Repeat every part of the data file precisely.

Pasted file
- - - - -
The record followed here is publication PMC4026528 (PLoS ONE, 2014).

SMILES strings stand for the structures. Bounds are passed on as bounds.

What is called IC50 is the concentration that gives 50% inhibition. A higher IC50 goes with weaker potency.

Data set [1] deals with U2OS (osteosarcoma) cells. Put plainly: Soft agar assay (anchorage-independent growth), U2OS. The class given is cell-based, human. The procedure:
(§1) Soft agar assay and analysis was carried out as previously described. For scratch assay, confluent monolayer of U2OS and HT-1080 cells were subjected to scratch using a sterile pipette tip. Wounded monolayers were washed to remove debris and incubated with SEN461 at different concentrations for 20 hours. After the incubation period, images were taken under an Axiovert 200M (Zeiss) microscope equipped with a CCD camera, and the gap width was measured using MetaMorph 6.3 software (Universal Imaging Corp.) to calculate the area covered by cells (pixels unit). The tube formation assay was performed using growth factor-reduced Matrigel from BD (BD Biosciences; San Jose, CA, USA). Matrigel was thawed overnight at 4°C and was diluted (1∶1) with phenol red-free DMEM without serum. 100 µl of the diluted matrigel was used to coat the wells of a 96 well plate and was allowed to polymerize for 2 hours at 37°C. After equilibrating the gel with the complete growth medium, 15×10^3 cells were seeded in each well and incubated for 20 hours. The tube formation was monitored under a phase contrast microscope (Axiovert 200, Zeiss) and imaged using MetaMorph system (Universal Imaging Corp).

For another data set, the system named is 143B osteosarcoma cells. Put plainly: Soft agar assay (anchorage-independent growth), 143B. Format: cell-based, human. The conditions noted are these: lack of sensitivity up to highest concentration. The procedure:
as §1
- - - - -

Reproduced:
The record followed here is publication PMC4026528 (PLoS ONE, 2014).

SMILES strings stand for the structures. Bounds are passed on as bounds.

What is called IC50 is the concentration that gives 50% inhibition. A higher IC50 goes with weaker potency.

Data set [1] deals with U2OS (osteosarcoma) cells. Put plainly: Soft agar assay (anchorage-independent growth), U2OS. The class given is cell-based, human. The procedure:
(§1) Soft agar assay and analysis was carried out as previously described. For scratch assay, confluent monolayer of U2OS and HT-1080 cells were subjected to scratch using a sterile pipette tip. Wounded monolayers were washed to remove debris and incubated with SEN461 at different concentrations for 20 hours. After the incubation period, images were taken under an Axiovert 200M (Zeiss) microscope equipped with a CCD camera, and the gap width was measured using MetaMorph 6.3 software (Universal Imaging Corp.) to calculate the area covered by cells (pixels unit). The tube formation assay was performed using growth factor-reduced Matrigel from BD (BD Biosciences; San Jose, CA, USA). Matrigel was thawed overnight at 4°C and was diluted (1∶1) with phenol red-free DMEM without serum. 100 µl of the diluted matrigel was used to coat the wells of a 96 well plate and was allowed to polymerize for 2 hours at 37°C. After equilibrating the gel with the complete growth medium, 15×10^3 cells were seeded in each well and incubated for 20 hours. The tube formation was monitored under a phase contrast microscope (Axiovert 200, Zeiss) and imaged using MetaMorph system (Universal Imaging Corp).

For another data set, the system named is 143B osteosarcoma cells. Put plainly: Soft agar assay (anchorage-independent growth), 143B. Format: cell-based, human. The conditions noted are these: lack of sensitivity up to highest concentration. The procedure:
as §1